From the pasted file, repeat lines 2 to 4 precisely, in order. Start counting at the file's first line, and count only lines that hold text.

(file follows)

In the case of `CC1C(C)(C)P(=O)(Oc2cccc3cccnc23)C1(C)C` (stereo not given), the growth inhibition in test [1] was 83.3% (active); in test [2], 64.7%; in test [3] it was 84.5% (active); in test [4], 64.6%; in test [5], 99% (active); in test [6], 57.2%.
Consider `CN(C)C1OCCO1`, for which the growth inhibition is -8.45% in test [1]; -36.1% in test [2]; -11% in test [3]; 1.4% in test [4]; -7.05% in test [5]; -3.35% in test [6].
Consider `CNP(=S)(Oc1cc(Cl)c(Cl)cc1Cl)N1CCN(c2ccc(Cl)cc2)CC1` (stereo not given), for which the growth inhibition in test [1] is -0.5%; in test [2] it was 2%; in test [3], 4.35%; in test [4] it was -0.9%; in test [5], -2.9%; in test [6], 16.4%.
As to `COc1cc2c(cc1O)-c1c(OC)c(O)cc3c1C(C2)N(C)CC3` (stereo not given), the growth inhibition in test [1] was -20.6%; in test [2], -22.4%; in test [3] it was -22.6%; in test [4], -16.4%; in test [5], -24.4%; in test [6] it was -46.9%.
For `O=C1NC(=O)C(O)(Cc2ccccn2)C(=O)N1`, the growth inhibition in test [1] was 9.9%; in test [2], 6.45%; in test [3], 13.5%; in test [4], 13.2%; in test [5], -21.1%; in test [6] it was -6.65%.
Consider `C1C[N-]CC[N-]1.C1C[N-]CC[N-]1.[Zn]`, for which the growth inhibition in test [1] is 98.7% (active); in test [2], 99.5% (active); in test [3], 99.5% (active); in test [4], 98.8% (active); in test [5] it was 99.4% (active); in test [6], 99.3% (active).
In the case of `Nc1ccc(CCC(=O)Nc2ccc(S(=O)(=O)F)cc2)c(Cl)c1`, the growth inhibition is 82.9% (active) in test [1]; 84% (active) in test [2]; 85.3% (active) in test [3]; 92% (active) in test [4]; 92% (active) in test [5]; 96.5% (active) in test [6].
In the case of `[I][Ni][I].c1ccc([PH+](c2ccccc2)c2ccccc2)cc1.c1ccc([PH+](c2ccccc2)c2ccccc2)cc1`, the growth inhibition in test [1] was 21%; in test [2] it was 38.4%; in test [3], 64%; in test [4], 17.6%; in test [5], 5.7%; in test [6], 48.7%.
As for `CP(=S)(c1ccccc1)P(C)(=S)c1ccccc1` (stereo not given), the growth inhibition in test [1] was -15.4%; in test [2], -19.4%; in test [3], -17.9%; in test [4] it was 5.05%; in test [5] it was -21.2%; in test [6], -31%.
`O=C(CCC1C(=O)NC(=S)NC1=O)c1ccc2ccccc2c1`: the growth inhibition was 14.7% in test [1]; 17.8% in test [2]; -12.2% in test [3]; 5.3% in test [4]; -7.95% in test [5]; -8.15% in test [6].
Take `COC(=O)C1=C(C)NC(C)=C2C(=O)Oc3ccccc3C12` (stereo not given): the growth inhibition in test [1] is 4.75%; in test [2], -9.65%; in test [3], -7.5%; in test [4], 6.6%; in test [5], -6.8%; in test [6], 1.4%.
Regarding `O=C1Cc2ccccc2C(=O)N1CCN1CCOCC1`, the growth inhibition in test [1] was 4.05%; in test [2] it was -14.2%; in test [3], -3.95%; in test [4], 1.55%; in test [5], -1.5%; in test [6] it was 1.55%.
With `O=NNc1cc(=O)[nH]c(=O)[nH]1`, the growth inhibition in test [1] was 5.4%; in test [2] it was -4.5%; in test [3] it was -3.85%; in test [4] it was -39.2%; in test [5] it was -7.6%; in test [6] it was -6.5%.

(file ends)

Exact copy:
Consider `CN(C)C1OCCO1`, for which the growth inhibition is -8.45% in test [1]; -36.1% in test [2]; -11% in test [3]; 1.4% in test [4]; -7.05% in test [5]; -3.35% in test [6].
Consider `CNP(=S)(Oc1cc(Cl)c(Cl)cc1Cl)N1CCN(c2ccc(Cl)cc2)CC1` (stereo not given), for which the growth inhibition in test [1] is -0.5%; in test [2] it was 2%; in test [3], 4.35%; in test [4] it was -0.9%; in test [5], -2.9%; in test [6], 16.4%.
As to `COc1cc2c(cc1O)-c1c(OC)c(O)cc3c1C(C2)N(C)CC3` (stereo not given), the growth inhibition in test [1] was -20.6%; in test [2], -22.4%; in test [3] it was -22.6%; in test [4], -16.4%; in test [5], -24.4%; in test [6] it was -46.9%.